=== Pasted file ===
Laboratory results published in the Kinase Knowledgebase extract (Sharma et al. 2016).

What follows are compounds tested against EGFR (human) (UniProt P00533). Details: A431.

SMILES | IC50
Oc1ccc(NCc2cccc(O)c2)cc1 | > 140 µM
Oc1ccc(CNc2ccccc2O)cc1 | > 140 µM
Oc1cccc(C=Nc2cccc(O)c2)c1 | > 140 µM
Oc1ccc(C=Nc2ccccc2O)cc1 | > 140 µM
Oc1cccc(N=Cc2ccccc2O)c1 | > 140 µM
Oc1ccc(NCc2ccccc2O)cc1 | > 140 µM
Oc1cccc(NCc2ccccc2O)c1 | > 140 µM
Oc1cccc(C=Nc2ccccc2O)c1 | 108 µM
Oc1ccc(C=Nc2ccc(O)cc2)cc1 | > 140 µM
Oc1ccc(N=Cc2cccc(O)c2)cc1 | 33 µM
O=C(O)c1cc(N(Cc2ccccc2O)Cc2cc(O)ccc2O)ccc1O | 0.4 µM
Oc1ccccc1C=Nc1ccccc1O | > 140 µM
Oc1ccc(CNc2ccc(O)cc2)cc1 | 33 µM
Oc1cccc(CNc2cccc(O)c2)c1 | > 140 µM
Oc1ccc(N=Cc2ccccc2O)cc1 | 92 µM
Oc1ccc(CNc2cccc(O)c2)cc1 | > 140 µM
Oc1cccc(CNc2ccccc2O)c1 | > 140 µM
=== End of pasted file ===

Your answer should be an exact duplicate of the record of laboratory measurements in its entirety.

Laboratory results published in the Kinase Knowledgebase extract (Sharma et al. 2016).

What follows are compounds tested against EGFR (human) (UniProt P00533). Details: A431.

SMILES | IC50
Oc1ccc(NCc2cccc(O)c2)cc1 | > 140 µM
Oc1ccc(CNc2ccccc2O)cc1 | > 140 µM
Oc1cccc(C=Nc2cccc(O)c2)c1 | > 140 µM
Oc1ccc(C=Nc2ccccc2O)cc1 | > 140 µM
Oc1cccc(N=Cc2ccccc2O)c1 | > 140 µM
Oc1ccc(NCc2ccccc2O)cc1 | > 140 µM
Oc1cccc(NCc2ccccc2O)c1 | > 140 µM
Oc1cccc(C=Nc2ccccc2O)c1 | 108 µM
Oc1ccc(C=Nc2ccc(O)cc2)cc1 | > 140 µM
Oc1ccc(N=Cc2cccc(O)c2)cc1 | 33 µM
O=C(O)c1cc(N(Cc2ccccc2O)Cc2cc(O)ccc2O)ccc1O | 0.4 µM
Oc1ccccc1C=Nc1ccccc1O | > 140 µM
Oc1ccc(CNc2ccc(O)cc2)cc1 | 33 µM
Oc1cccc(CNc2cccc(O)c2)c1 | > 140 µM
Oc1ccc(N=Cc2ccccc2O)cc1 | 92 µM
Oc1ccc(CNc2cccc(O)c2)cc1 | > 140 µM
Oc1cccc(CNc2ccccc2O)c1 | > 140 µM